Every plucky underdog has his day

Related Topics
"The race is not to the swift, nor the battle to the strong, but that's the way to bet", said Damon Runyon, thus reflecting the great truth that the favourite is not often passed in the last furlong by an outsider. The favourite usually wins, yes. On the other hand, that is not always enough to make him popular. It is the underdog that people want to win, the little guy that nobody fancies. There is nothing quite like seeing Holyfield dump Tyson on his backside, or Sri Lanka thrash the world at one-day cricket, or Wrexham beat Birmingham and go on to take the F A Cup. (The latter is just wishful thinking from a Wrexham supporter, and has not actually happened yet in this space-time continuum.)

But the underdog can only win for a while before things change. Once the underdog starts winning, he isn't going to be the underdog for long or quite so popular, or not in the same way. Tim Henman will never quite be the dark horse again, the brave little struggler - indeed, one day soon, Henman will be upset by an underdog, and my goodness, what is this in Tuesday's paper? "Henman beaten by unknown." Henman, 17th in the world, put out of first round of the Dubai Open by the German Martin Sinner, 183rd in the world. A new underdog!

So the big guy can never be the underdog. The only way in which the big guy can ever achieve underdog status is by pretending to be, by rolling over on his back and looking temporarily helpless. Here is an interesting thought on the film Independence Day by Phil Raby, the excellent film critic of the Bath Chronicle.

"It (the film) fulfils all the necessary conditions of the way Americans see themselves: unprovoked attack from out of nowhere by vastly superior faceless forces and defeat staring them in the face. Then comes retaliation and, against all the odds, victory. It's strange how the most powerful nation on Earth needs to see itself as a plucky underdog when, for the most part, its foreign policy has consisted of crushing plucky underdogs, but self-delusion is a common phenomenon."

Maybe it was for psychological reasons like this that McDonald's made the strange decision to take the McLibel two to court. Maybe McDonald's felt terribly, helplessly threatened by these two people handing out leaflets outside one of their London branches. Maybe McDonald's felt impelled to send in the lawyers to handle the two protesters in the same way that America used to feel impelled to send in military advisers to recalcitrant places, or to isolate them in the same way America tries to isolate Fidel Castro (and thus help to make him the world's longest-surviving leader). Whatever the reason, McDonald's must now be regretting its decision to blast the underdogs, as it must have lost them a lot of friends. It certainly helped decide me never to go inside a McDonald's joint again, though in all honesty I cannot remember being a friend of McDonald's beforehand.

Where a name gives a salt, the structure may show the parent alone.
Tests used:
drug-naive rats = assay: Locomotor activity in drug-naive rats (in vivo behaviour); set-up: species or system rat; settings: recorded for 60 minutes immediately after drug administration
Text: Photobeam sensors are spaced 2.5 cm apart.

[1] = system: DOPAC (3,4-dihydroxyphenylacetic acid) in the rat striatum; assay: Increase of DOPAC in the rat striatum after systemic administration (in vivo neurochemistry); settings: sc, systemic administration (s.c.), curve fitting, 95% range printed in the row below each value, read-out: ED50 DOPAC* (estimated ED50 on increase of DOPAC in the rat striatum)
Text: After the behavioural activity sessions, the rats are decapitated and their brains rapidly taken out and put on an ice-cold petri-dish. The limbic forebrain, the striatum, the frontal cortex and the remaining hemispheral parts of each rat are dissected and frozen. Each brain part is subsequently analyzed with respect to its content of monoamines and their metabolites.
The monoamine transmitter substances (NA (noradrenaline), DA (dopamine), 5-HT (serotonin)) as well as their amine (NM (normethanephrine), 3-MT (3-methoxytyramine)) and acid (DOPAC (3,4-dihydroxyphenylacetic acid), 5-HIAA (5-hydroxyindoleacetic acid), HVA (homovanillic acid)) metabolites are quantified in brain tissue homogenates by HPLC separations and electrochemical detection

And it has all happened again this week with the news that the big boys in the whisky industry are trying to squash a tiny firm in the Isle of Man which is putting out "Manx whiskey". As far as I can gather, they don't actually want the firm to disappear. They just want them to stop calling it whiskey and start calling it Manx Magic or TT Thunder or something. Glen Kella Whiskey, as it is called, offends the mighty Scotch Whisky Association because it is not actually made on the Isle of Man - it is Scotch whisky bought in Scotland and redistilled to remove the colouring. You mustn't fiddle with whisky, says the SWA, or it stops being whisky. What comes out of the cask after maturing is the real thing and shouldn't be fiddled with, as the bad boys of Glen Kella are doing.

Now, quite apart from the distasteful sight of the huge industry combining to squash one little Manxman, the big boys are on dodgy ground here, because THEY too fiddle with whisky after it has matured and left the cask.